Since 1971, computers have been able to store and access data on floppy diskettes. This means of data storage was invented at IBM by a team lead by Alan Shugart. Since then, floppy diskettes have evolved. Their dimensions have grown smaller while their capacity has increased. Although diskettes are still in use, they are being outdated by flash drives and, to an extent, CDs. Nowadays, most blank diskettes will be pre-formatted.
The earliest diskettes, now obsolete, were single sided diskettes introduced in 1971. The first ones introduced were 8 inches square. The more commonly used and remembered ones were 5 1/4 inches, introduced in 1976. Initially, single sided disks were also single density, but with improvements became double density. Single sided, single density were labeled as SS/SD or 1S/1D diskettes and could hold up to 100K of data. When they became double density, the reference changed to SS/DD or 1S/2D and could hold 180K data.
Later the 5 1/4 inch floppy diskettes were improved again, making them double sided and double density, referenced as DD/DD or 2D/2D. These newer (but now obsolete) disks could hold 360K of data. In time, the double sided diskette saw improvements and became a high density disk. These disks, labeled as DD/HD or 2D/HD could hold 1.2Mb of information.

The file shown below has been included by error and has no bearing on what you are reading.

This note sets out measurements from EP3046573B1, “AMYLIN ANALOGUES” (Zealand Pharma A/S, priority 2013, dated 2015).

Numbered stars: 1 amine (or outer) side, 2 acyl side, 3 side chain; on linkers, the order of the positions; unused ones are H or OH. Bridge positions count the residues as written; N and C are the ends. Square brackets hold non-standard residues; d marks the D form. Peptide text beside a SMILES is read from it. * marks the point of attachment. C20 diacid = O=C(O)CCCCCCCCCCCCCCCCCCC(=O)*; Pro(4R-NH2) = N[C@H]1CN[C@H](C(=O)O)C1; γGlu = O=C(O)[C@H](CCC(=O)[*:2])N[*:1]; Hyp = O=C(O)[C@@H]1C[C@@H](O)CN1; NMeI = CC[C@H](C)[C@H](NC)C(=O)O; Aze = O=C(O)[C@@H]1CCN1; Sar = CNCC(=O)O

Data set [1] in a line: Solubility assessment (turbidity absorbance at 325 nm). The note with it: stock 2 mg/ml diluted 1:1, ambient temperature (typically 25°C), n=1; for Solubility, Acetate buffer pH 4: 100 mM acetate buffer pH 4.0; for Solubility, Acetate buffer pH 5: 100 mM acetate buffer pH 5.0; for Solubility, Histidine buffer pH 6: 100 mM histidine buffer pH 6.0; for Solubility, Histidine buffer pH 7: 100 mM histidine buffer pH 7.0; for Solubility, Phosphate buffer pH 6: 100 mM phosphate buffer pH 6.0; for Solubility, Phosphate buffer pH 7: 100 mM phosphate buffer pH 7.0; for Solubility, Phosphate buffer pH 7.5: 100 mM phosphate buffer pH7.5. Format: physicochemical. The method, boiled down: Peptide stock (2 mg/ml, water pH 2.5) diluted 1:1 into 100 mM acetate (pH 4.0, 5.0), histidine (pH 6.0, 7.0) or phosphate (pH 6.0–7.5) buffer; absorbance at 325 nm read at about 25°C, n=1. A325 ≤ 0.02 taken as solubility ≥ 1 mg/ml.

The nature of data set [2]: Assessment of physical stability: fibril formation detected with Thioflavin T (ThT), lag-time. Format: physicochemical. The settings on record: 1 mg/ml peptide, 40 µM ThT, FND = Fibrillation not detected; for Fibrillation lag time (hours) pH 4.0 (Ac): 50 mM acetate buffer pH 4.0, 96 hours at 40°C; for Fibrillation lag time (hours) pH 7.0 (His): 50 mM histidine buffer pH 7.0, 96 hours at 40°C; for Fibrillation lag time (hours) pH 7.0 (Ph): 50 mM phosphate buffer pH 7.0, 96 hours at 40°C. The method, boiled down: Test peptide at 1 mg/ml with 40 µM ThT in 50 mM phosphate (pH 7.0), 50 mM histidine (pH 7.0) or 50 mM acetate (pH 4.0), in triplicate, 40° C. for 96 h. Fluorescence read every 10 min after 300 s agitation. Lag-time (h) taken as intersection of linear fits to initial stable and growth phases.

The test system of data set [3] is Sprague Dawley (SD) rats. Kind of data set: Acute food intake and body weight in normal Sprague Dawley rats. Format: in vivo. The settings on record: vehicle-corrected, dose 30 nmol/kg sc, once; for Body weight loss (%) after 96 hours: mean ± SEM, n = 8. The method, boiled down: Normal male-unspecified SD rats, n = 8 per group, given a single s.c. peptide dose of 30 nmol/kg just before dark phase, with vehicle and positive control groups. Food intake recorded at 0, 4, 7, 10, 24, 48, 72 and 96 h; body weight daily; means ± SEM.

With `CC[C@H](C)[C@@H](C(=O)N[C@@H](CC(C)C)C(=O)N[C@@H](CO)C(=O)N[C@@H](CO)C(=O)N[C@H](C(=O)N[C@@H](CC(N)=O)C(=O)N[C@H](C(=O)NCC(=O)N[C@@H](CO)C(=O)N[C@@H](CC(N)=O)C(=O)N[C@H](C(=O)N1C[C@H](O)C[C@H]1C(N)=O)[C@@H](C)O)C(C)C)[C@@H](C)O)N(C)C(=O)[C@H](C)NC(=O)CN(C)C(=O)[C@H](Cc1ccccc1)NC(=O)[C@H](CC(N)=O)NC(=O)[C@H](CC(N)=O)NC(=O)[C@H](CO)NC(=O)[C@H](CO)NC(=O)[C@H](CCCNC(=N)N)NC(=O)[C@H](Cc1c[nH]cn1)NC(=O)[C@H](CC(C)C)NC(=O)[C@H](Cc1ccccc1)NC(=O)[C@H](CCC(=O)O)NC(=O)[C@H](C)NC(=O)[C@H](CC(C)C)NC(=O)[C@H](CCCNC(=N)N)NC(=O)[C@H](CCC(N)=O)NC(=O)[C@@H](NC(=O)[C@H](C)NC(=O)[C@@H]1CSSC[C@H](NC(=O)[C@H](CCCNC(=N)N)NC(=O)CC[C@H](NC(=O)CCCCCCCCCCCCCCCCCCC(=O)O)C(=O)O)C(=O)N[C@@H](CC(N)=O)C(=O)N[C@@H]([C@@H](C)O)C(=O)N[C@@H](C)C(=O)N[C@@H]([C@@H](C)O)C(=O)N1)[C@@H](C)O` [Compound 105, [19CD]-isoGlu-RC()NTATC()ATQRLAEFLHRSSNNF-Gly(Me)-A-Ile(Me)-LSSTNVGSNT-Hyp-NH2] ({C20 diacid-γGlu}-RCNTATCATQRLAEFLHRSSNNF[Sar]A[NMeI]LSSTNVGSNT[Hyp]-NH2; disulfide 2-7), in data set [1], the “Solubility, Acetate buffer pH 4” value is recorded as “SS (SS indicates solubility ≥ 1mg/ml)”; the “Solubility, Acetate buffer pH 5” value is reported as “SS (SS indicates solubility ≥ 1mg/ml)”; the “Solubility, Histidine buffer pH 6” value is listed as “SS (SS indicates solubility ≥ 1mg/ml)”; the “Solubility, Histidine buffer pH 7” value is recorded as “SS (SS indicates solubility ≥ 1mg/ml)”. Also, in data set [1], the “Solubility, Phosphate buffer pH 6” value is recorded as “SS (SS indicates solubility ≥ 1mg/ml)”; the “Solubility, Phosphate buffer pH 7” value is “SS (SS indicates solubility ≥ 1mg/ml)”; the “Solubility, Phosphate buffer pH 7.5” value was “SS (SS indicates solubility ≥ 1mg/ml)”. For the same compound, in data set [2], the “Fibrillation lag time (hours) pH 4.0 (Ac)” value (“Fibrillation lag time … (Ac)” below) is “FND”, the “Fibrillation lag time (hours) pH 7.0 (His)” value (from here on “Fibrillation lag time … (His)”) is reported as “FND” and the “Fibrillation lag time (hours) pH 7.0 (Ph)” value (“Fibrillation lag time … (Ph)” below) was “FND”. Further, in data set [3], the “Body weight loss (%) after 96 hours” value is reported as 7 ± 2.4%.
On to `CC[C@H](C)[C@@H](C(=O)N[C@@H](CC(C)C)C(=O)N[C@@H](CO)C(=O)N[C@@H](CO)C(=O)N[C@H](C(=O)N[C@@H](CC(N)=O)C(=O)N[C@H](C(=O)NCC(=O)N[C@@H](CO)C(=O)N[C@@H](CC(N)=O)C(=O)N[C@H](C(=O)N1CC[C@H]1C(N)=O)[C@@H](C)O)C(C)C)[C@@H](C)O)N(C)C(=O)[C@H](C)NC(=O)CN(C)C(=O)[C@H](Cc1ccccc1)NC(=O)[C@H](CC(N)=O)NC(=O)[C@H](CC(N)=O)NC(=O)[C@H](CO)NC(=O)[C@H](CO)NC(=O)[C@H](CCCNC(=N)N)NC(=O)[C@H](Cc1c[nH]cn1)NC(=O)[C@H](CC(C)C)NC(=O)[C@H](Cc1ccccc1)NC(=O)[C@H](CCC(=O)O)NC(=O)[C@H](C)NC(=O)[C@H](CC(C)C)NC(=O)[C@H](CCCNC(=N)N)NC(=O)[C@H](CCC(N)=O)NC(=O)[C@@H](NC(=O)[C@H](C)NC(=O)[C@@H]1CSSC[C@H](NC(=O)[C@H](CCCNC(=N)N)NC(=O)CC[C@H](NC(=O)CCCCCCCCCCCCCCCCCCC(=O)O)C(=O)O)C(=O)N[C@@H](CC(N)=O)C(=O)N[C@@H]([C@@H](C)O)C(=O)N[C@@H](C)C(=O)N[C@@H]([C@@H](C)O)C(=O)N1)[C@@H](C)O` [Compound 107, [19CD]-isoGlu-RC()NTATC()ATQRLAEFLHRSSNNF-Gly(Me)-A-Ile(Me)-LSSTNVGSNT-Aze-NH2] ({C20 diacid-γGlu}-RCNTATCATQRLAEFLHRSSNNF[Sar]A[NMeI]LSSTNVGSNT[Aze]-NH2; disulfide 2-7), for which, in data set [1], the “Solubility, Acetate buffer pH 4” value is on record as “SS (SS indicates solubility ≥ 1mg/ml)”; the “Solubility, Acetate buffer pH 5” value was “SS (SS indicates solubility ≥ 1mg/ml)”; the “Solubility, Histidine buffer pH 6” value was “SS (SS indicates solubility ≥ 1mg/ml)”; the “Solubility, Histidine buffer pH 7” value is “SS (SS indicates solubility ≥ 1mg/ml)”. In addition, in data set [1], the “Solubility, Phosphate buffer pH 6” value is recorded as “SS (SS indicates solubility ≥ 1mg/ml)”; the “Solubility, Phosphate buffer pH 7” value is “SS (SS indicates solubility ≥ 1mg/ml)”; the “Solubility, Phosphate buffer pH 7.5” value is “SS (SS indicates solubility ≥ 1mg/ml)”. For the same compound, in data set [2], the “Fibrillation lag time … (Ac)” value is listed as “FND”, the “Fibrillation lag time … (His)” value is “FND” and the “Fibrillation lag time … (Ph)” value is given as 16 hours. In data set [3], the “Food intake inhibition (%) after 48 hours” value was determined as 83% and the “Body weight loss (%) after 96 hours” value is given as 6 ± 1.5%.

The surviving diskette still in some use in 2010 is the micro floppy, the smaller 3.5 inch diskette in the harder, plastic case--as opposed to the softer covers of the larger floppies. This diskette originally came out in 1981 as a double density disk, capable of holding 720K of data and was labeled simply DD. The high density improvement, or HD diskette, came afterward, capable of storing 1.44Mb or 2.88Mb of data.